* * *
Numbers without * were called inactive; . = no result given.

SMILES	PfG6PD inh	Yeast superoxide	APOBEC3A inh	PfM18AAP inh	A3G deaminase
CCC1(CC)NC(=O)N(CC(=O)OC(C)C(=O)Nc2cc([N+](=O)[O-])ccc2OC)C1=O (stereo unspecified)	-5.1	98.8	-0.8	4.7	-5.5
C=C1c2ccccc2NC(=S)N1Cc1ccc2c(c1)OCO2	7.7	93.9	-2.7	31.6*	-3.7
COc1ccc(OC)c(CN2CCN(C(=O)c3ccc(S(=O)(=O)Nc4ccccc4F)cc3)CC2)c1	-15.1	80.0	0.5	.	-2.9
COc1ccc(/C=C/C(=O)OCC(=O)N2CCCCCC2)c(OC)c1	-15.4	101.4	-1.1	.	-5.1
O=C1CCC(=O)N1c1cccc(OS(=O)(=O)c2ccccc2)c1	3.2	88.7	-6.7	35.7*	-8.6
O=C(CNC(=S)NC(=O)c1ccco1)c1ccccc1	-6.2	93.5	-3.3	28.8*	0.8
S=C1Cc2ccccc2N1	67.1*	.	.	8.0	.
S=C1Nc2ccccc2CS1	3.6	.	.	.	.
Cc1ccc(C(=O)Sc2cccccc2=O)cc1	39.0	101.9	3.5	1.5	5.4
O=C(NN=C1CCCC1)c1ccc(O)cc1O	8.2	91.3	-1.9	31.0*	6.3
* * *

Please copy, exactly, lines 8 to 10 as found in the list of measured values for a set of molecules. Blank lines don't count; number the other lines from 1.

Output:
O=C(CNC(=S)NC(=O)c1ccco1)c1ccccc1	-6.2	93.5	-3.3	28.8*	0.8
S=C1Cc2ccccc2N1	67.1*	.	.	8.0	.
S=C1Nc2ccccc2CS1	3.6	.	.	.	.